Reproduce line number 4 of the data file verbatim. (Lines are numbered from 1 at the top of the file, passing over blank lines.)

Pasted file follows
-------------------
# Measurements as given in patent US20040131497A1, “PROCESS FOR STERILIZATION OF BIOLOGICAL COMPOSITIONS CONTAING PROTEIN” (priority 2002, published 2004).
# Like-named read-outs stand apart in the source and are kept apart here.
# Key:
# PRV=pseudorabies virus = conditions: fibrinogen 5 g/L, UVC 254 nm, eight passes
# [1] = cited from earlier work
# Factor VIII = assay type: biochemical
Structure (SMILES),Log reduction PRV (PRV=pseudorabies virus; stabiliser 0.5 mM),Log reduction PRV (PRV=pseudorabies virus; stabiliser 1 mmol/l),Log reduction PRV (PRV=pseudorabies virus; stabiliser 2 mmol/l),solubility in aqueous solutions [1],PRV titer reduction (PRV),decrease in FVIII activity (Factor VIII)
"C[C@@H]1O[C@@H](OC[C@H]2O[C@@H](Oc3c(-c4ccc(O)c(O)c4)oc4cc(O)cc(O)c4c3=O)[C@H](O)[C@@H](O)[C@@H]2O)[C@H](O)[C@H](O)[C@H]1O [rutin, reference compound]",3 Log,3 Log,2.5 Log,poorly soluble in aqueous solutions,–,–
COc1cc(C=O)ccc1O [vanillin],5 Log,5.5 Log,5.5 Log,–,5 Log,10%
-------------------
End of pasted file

# PRV=pseudorabies virus = conditions: fibrinogen 5 g/L, UVC 254 nm, eight passes